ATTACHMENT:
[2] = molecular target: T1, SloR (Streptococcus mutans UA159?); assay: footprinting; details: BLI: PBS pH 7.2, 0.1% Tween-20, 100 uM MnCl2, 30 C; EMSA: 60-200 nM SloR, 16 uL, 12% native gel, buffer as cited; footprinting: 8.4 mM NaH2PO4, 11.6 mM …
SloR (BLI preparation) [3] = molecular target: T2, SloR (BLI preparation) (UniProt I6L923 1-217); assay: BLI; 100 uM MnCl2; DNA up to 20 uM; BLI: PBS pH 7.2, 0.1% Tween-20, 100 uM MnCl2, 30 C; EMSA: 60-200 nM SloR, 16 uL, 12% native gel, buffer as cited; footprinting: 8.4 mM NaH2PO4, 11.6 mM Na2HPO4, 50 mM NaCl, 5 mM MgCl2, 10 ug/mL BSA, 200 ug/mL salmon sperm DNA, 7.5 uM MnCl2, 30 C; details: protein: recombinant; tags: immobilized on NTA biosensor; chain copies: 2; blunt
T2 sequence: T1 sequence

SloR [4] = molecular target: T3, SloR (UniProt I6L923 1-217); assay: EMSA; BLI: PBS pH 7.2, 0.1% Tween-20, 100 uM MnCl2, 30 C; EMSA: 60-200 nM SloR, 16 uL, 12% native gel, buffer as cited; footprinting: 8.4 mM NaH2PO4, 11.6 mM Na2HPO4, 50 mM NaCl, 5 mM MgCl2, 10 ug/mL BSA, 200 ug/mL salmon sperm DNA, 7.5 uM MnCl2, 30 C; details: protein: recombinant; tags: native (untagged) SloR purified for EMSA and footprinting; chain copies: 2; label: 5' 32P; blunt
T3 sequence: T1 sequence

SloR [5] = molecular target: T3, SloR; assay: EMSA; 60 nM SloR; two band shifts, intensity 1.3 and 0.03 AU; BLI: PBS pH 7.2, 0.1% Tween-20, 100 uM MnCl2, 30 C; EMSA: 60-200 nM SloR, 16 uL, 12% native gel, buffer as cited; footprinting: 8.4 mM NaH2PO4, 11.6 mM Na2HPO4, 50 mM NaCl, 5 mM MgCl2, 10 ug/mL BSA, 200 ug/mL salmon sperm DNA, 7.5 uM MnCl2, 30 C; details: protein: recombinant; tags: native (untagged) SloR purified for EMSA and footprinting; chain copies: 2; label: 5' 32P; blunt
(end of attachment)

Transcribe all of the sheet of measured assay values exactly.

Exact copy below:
[2] = molecular target: T1, SloR (Streptococcus mutans UA159?); assay: footprinting; details: BLI: PBS pH 7.2, 0.1% Tween-20, 100 uM MnCl2, 30 C; EMSA: 60-200 nM SloR, 16 uL, 12% native gel, buffer as cited; footprinting: 8.4 mM NaH2PO4, 11.6 mM …
SloR (BLI preparation) [3] = molecular target: T2, SloR (BLI preparation) (UniProt I6L923 1-217); assay: BLI; 100 uM MnCl2; DNA up to 20 uM; BLI: PBS pH 7.2, 0.1% Tween-20, 100 uM MnCl2, 30 C; EMSA: 60-200 nM SloR, 16 uL, 12% native gel, buffer as cited; footprinting: 8.4 mM NaH2PO4, 11.6 mM Na2HPO4, 50 mM NaCl, 5 mM MgCl2, 10 ug/mL BSA, 200 ug/mL salmon sperm DNA, 7.5 uM MnCl2, 30 C; details: protein: recombinant; tags: immobilized on NTA biosensor; chain copies: 2; blunt
T2 sequence: T1 sequence

SloR [4] = molecular target: T3, SloR (UniProt I6L923 1-217); assay: EMSA; BLI: PBS pH 7.2, 0.1% Tween-20, 100 uM MnCl2, 30 C; EMSA: 60-200 nM SloR, 16 uL, 12% native gel, buffer as cited; footprinting: 8.4 mM NaH2PO4, 11.6 mM Na2HPO4, 50 mM NaCl, 5 mM MgCl2, 10 ug/mL BSA, 200 ug/mL salmon sperm DNA, 7.5 uM MnCl2, 30 C; details: protein: recombinant; tags: native (untagged) SloR purified for EMSA and footprinting; chain copies: 2; label: 5' 32P; blunt
T3 sequence: T1 sequence

SloR [5] = molecular target: T3, SloR; assay: EMSA; 60 nM SloR; two band shifts, intensity 1.3 and 0.03 AU; BLI: PBS pH 7.2, 0.1% Tween-20, 100 uM MnCl2, 30 C; EMSA: 60-200 nM SloR, 16 uL, 12% native gel, buffer as cited; footprinting: 8.4 mM NaH2PO4, 11.6 mM Na2HPO4, 50 mM NaCl, 5 mM MgCl2, 10 ug/mL BSA, 200 ug/mL salmon sperm DNA, 7.5 uM MnCl2, 30 C; details: protein: recombinant; tags: native (untagged) SloR purified for EMSA and footprinting; chain copies: 2; label: 5' 32P; blunt